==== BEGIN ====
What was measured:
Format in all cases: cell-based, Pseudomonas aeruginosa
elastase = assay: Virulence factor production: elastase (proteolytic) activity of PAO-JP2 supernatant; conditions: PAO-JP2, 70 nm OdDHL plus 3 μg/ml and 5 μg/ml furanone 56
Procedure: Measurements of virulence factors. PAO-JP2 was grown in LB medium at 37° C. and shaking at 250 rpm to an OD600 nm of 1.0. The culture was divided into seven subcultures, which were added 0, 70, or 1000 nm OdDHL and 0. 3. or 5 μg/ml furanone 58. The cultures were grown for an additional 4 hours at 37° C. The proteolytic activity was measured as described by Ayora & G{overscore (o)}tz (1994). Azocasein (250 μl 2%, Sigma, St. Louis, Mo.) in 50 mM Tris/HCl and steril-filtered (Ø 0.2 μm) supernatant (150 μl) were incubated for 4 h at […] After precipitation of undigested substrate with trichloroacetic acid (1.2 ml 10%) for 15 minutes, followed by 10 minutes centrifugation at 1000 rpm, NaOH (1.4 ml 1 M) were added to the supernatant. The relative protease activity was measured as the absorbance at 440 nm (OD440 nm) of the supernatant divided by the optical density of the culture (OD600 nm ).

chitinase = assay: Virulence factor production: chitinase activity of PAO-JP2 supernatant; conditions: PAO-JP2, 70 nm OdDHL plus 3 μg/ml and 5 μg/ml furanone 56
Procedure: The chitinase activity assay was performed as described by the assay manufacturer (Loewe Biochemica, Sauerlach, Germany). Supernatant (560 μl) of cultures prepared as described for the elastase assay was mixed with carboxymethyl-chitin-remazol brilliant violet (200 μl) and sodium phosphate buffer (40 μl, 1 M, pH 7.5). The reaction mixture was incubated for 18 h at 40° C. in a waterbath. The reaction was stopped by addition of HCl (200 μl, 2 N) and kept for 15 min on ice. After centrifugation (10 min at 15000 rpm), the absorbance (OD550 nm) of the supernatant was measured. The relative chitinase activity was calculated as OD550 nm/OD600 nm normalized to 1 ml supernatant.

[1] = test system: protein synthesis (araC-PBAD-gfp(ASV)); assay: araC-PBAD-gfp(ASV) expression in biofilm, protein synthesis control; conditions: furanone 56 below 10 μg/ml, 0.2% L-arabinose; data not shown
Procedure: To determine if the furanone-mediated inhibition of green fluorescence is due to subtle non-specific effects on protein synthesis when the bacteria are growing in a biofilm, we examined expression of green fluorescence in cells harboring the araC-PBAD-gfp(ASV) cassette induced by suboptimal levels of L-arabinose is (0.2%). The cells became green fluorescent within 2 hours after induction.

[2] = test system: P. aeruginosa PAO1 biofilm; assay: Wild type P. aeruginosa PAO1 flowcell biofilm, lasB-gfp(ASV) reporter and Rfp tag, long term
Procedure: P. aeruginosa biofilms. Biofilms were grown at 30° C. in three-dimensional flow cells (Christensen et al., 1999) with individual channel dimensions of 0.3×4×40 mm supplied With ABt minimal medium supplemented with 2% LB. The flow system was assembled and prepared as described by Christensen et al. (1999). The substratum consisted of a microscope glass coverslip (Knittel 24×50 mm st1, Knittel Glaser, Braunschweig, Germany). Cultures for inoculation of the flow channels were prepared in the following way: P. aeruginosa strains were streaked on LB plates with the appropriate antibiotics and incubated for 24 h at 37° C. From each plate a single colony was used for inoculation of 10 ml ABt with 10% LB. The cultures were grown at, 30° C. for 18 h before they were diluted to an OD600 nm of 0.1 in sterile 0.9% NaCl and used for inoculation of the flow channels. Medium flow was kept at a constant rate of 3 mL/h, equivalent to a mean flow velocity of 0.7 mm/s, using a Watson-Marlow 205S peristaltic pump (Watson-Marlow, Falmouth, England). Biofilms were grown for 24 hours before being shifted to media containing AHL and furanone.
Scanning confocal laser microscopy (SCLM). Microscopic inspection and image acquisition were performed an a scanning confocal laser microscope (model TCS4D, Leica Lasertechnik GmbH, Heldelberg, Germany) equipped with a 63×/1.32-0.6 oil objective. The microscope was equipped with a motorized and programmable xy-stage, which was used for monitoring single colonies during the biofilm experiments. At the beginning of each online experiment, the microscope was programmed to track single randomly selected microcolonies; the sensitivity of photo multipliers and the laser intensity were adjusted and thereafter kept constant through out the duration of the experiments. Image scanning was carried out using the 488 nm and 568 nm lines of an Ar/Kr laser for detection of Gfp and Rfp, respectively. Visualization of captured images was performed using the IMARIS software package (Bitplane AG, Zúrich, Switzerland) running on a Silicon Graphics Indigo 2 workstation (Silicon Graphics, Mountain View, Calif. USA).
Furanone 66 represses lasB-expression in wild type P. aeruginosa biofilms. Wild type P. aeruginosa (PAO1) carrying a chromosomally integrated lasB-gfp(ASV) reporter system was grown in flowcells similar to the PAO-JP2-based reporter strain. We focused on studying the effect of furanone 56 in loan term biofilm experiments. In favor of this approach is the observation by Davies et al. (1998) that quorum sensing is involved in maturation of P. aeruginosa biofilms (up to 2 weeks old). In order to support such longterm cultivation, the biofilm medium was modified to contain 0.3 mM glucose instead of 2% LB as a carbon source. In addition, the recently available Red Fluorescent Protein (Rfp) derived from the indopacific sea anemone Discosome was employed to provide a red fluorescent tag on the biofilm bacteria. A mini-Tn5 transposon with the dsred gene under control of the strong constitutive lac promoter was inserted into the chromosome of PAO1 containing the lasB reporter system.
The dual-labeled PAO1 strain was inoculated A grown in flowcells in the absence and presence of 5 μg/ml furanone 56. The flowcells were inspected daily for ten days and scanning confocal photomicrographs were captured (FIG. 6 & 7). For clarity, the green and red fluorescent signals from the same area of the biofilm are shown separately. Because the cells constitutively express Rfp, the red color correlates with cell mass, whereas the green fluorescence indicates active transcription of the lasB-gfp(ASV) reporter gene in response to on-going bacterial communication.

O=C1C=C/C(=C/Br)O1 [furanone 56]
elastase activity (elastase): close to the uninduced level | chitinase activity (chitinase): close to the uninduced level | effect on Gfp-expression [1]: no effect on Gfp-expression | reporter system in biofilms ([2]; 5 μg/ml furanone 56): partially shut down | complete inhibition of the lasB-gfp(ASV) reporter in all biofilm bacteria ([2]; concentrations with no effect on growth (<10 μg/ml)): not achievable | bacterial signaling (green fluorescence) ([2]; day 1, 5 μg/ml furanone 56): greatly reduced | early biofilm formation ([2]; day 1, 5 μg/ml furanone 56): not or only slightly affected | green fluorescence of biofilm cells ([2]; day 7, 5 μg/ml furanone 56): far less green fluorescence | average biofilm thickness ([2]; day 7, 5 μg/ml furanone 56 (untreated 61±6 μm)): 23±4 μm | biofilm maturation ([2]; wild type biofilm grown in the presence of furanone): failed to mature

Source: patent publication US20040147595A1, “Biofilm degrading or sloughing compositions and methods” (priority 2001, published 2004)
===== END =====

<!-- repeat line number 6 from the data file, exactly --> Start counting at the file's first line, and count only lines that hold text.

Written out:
Procedure: The chitinase activity assay was performed as described by the assay manufacturer (Loewe Biochemica, Sauerlach, Germany). Supernatant (560 μl) of cultures prepared as described for the elastase assay was mixed with carboxymethyl-chitin-remazol brilliant violet (200 μl) and sodium phosphate buffer (40 μl, 1 M, pH 7.5). The reaction mixture was incubated for 18 h at 40° C. in a waterbath. The reaction was stopped by addition of HCl (200 μl, 2 N) and kept for 15 min on ice. After centrifugation (10 min at 15000 rpm), the absorbance (OD550 nm) of the supernatant was measured. The relative chitinase activity was calculated as OD550 nm/OD600 nm normalized to 1 ml supernatant.